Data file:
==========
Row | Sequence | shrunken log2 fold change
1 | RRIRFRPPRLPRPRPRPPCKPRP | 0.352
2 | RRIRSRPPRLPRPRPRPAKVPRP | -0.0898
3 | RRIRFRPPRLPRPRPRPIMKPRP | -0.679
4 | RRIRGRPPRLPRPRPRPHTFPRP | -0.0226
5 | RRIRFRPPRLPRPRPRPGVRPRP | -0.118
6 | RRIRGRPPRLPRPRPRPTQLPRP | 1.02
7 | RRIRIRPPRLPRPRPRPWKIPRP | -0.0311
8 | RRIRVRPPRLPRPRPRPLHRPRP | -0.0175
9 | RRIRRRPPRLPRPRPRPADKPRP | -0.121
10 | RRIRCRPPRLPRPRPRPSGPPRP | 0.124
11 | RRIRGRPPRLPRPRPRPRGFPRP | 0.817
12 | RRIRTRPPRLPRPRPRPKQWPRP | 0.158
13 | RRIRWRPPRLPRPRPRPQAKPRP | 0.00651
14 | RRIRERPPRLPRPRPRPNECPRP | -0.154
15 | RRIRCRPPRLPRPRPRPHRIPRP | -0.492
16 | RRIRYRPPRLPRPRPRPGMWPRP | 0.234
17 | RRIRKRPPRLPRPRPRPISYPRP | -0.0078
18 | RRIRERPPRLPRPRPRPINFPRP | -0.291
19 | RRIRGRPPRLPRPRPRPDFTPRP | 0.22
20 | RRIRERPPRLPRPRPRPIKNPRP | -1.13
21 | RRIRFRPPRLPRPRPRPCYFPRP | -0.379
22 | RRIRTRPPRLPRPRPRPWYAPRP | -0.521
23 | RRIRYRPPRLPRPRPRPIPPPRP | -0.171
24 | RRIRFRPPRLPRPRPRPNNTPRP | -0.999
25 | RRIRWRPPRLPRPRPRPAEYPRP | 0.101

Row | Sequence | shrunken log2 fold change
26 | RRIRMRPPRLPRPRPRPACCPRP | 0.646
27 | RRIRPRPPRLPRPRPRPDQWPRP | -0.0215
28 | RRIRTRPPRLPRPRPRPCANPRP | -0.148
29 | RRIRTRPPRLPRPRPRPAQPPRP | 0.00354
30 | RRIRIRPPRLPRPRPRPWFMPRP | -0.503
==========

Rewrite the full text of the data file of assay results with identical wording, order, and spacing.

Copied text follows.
Row | Sequence | shrunken log2 fold change
1 | RRIRFRPPRLPRPRPRPPCKPRP | 0.352
2 | RRIRSRPPRLPRPRPRPAKVPRP | -0.0898
3 | RRIRFRPPRLPRPRPRPIMKPRP | -0.679
4 | RRIRGRPPRLPRPRPRPHTFPRP | -0.0226
5 | RRIRFRPPRLPRPRPRPGVRPRP | -0.118
6 | RRIRGRPPRLPRPRPRPTQLPRP | 1.02
7 | RRIRIRPPRLPRPRPRPWKIPRP | -0.0311
8 | RRIRVRPPRLPRPRPRPLHRPRP | -0.0175
9 | RRIRRRPPRLPRPRPRPADKPRP | -0.121
10 | RRIRCRPPRLPRPRPRPSGPPRP | 0.124
11 | RRIRGRPPRLPRPRPRPRGFPRP | 0.817
12 | RRIRTRPPRLPRPRPRPKQWPRP | 0.158
13 | RRIRWRPPRLPRPRPRPQAKPRP | 0.00651
14 | RRIRERPPRLPRPRPRPNECPRP | -0.154
15 | RRIRCRPPRLPRPRPRPHRIPRP | -0.492
16 | RRIRYRPPRLPRPRPRPGMWPRP | 0.234
17 | RRIRKRPPRLPRPRPRPISYPRP | -0.0078
18 | RRIRERPPRLPRPRPRPINFPRP | -0.291
19 | RRIRGRPPRLPRPRPRPDFTPRP | 0.22
20 | RRIRERPPRLPRPRPRPIKNPRP | -1.13
21 | RRIRFRPPRLPRPRPRPCYFPRP | -0.379
22 | RRIRTRPPRLPRPRPRPWYAPRP | -0.521
23 | RRIRYRPPRLPRPRPRPIPPPRP | -0.171
24 | RRIRFRPPRLPRPRPRPNNTPRP | -0.999
25 | RRIRWRPPRLPRPRPRPAEYPRP | 0.101

Row | Sequence | shrunken log2 fold change
26 | RRIRMRPPRLPRPRPRPACCPRP | 0.646
27 | RRIRPRPPRLPRPRPRPDQWPRP | -0.0215
28 | RRIRTRPPRLPRPRPRPCANPRP | -0.148
29 | RRIRTRPPRLPRPRPRPAQPPRP | 0.00354
30 | RRIRIRPPRLPRPRPRPWFMPRP | -0.503